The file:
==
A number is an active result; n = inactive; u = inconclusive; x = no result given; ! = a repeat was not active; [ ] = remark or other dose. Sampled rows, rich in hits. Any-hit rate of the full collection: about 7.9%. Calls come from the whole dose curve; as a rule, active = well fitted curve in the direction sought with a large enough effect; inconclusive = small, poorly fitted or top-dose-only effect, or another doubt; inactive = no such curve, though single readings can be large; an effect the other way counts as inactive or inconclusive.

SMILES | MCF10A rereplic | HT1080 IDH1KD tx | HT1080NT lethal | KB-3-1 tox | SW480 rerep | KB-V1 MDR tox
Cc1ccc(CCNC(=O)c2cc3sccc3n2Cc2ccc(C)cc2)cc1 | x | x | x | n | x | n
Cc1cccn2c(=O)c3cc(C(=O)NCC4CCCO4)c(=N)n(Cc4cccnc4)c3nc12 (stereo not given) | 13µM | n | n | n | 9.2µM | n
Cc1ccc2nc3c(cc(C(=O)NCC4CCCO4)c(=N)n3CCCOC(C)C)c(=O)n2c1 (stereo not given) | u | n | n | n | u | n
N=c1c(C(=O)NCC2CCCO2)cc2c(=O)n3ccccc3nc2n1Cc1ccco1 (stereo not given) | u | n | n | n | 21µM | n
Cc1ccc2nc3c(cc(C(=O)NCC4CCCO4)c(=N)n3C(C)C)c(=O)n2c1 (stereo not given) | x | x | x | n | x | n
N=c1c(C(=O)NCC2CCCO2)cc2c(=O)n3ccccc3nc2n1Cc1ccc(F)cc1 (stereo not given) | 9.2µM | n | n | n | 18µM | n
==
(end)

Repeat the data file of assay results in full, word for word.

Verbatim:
A number is an active result; n = inactive; u = inconclusive; x = no result given; ! = a repeat was not active; [ ] = remark or other dose. Sampled rows, rich in hits. Any-hit rate of the full collection: about 7.9%. Calls come from the whole dose curve; as a rule, active = well fitted curve in the direction sought with a large enough effect; inconclusive = small, poorly fitted or top-dose-only effect, or another doubt; inactive = no such curve, though single readings can be large; an effect the other way counts as inactive or inconclusive.

SMILES | MCF10A rereplic | HT1080 IDH1KD tx | HT1080NT lethal | KB-3-1 tox | SW480 rerep | KB-V1 MDR tox
Cc1ccc(CCNC(=O)c2cc3sccc3n2Cc2ccc(C)cc2)cc1 | x | x | x | n | x | n
Cc1cccn2c(=O)c3cc(C(=O)NCC4CCCO4)c(=N)n(Cc4cccnc4)c3nc12 (stereo not given) | 13µM | n | n | n | 9.2µM | n
Cc1ccc2nc3c(cc(C(=O)NCC4CCCO4)c(=N)n3CCCOC(C)C)c(=O)n2c1 (stereo not given) | u | n | n | n | u | n
N=c1c(C(=O)NCC2CCCO2)cc2c(=O)n3ccccc3nc2n1Cc1ccco1 (stereo not given) | u | n | n | n | 21µM | n
Cc1ccc2nc3c(cc(C(=O)NCC4CCCO4)c(=N)n3C(C)C)c(=O)n2c1 (stereo not given) | x | x | x | n | x | n
N=c1c(C(=O)NCC2CCCO2)cc2c(=O)n3ccccc3nc2n1Cc1ccc(F)cc1 (stereo not given) | 9.2µM | n | n | n | 18µM | n